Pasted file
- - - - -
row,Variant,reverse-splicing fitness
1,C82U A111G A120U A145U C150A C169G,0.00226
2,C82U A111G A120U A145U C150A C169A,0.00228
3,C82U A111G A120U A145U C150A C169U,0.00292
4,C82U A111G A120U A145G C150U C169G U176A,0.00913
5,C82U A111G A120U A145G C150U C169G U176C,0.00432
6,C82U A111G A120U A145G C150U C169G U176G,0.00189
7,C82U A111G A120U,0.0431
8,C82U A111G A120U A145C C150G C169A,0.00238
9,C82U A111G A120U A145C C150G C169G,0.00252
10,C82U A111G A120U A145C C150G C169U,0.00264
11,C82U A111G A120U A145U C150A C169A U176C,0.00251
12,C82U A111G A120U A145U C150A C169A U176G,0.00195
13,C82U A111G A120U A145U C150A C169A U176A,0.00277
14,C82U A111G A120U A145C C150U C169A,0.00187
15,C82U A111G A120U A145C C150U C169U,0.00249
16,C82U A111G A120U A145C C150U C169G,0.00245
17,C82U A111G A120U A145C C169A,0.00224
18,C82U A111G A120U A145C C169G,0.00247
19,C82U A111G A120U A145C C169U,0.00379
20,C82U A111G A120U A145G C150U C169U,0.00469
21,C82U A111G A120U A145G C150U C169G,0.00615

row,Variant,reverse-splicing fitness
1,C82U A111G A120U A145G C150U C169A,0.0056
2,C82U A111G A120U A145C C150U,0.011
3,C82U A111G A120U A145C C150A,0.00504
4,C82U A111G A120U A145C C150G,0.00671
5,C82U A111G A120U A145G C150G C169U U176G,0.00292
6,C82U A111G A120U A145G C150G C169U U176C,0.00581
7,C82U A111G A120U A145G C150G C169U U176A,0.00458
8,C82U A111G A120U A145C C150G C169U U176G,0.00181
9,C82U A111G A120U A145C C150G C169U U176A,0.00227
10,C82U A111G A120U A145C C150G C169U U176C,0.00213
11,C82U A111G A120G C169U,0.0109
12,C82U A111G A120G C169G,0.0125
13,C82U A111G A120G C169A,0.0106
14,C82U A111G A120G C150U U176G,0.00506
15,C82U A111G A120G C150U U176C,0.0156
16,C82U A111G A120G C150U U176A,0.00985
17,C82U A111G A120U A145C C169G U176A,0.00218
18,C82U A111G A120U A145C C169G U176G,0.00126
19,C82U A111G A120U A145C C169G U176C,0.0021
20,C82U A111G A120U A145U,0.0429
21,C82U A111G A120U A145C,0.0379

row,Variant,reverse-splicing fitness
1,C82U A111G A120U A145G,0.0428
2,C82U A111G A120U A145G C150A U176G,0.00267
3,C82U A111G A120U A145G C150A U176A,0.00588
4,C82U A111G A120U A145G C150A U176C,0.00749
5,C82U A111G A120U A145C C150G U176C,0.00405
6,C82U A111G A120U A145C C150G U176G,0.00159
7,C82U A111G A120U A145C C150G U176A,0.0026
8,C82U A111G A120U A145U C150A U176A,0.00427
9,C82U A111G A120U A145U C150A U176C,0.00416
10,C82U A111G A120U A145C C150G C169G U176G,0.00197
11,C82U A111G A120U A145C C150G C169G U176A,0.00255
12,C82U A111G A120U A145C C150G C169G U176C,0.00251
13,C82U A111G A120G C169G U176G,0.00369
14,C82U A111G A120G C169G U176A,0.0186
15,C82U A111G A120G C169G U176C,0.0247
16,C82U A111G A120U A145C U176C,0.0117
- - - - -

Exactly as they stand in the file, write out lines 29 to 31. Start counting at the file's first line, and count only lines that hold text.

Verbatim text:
6,C82U A111G A120U A145G C150G C169U U176C,0.00581
7,C82U A111G A120U A145G C150G C169U U176A,0.00458
8,C82U A111G A120U A145C C150G C169U U176G,0.00181